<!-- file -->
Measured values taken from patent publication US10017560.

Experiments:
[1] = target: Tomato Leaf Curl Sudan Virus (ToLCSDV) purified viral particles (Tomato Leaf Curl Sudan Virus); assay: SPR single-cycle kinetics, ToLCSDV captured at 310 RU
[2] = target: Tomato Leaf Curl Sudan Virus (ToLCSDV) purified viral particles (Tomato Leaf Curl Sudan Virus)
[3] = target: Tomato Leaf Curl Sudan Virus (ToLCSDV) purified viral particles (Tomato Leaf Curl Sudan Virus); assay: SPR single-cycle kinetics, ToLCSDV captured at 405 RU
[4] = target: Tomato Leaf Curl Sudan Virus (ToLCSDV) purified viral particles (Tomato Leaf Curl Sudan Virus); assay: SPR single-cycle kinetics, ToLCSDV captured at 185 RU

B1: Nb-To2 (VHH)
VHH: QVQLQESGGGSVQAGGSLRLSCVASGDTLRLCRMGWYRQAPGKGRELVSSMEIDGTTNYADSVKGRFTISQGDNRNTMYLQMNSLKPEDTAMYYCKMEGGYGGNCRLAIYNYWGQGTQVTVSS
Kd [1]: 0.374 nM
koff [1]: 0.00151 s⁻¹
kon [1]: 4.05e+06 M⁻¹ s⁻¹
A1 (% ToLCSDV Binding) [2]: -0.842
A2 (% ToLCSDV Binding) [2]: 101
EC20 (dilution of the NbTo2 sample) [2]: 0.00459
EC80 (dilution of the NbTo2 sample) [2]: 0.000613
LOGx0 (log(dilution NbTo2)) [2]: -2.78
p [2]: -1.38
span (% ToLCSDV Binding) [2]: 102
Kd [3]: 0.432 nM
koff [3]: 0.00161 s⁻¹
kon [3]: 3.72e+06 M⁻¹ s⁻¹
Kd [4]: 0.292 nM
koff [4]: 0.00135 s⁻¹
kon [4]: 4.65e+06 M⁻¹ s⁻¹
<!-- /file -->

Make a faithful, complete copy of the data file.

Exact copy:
Measured values taken from patent publication US10017560.

Experiments:
[1] = target: Tomato Leaf Curl Sudan Virus (ToLCSDV) purified viral particles (Tomato Leaf Curl Sudan Virus); assay: SPR single-cycle kinetics, ToLCSDV captured at 310 RU
[2] = target: Tomato Leaf Curl Sudan Virus (ToLCSDV) purified viral particles (Tomato Leaf Curl Sudan Virus)
[3] = target: Tomato Leaf Curl Sudan Virus (ToLCSDV) purified viral particles (Tomato Leaf Curl Sudan Virus); assay: SPR single-cycle kinetics, ToLCSDV captured at 405 RU
[4] = target: Tomato Leaf Curl Sudan Virus (ToLCSDV) purified viral particles (Tomato Leaf Curl Sudan Virus); assay: SPR single-cycle kinetics, ToLCSDV captured at 185 RU

B1: Nb-To2 (VHH)
VHH: QVQLQESGGGSVQAGGSLRLSCVASGDTLRLCRMGWYRQAPGKGRELVSSMEIDGTTNYADSVKGRFTISQGDNRNTMYLQMNSLKPEDTAMYYCKMEGGYGGNCRLAIYNYWGQGTQVTVSS
Kd [1]: 0.374 nM
koff [1]: 0.00151 s⁻¹
kon [1]: 4.05e+06 M⁻¹ s⁻¹
A1 (% ToLCSDV Binding) [2]: -0.842
A2 (% ToLCSDV Binding) [2]: 101
EC20 (dilution of the NbTo2 sample) [2]: 0.00459
EC80 (dilution of the NbTo2 sample) [2]: 0.000613
LOGx0 (log(dilution NbTo2)) [2]: -2.78
p [2]: -1.38
span (% ToLCSDV Binding) [2]: 102
Kd [3]: 0.432 nM
koff [3]: 0.00161 s⁻¹
kon [3]: 3.72e+06 M⁻¹ s⁻¹
Kd [4]: 0.292 nM
koff [4]: 0.00135 s⁻¹
kon [4]: 4.65e+06 M⁻¹ s⁻¹